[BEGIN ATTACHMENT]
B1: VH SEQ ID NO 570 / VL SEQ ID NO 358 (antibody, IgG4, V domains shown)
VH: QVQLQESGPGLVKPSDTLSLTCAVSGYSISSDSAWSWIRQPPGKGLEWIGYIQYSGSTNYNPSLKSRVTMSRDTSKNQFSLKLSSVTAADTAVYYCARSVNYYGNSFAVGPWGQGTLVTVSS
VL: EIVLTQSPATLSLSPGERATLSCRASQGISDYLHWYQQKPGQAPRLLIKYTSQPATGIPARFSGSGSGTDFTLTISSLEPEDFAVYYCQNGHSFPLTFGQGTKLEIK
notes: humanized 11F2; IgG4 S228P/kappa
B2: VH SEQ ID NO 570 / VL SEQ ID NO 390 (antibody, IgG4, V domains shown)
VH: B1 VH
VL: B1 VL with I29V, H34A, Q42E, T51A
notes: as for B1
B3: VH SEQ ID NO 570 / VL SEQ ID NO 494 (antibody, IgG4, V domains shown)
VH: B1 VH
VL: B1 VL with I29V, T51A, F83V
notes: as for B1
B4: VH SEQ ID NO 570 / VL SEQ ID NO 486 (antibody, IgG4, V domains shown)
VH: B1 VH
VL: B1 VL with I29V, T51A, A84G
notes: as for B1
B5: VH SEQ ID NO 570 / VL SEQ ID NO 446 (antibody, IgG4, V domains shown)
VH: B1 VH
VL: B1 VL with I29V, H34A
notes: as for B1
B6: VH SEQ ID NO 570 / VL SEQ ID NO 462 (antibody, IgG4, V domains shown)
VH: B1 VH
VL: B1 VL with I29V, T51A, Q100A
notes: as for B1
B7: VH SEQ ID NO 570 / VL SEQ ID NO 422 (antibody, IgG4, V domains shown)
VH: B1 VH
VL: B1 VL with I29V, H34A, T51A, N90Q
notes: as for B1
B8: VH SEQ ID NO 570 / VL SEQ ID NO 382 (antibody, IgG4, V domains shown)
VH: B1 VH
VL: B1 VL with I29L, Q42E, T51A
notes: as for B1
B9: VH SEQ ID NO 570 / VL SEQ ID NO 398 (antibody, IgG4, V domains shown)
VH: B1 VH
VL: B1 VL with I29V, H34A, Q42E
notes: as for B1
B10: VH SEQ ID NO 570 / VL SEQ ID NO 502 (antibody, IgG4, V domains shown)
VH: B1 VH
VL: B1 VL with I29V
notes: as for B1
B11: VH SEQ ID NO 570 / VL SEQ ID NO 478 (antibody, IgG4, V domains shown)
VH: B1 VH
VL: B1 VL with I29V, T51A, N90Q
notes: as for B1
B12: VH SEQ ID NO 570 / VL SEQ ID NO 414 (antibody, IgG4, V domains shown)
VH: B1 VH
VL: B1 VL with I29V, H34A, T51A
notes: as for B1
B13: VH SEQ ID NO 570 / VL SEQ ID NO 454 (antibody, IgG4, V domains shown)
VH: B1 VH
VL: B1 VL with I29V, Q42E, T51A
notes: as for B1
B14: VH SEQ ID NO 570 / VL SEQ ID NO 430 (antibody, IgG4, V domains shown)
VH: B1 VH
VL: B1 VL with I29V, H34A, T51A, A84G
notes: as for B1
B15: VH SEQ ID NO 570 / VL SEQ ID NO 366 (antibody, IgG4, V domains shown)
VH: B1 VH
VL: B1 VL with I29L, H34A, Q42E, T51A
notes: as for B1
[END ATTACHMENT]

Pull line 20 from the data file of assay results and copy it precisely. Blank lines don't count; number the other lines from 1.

notes: as for B1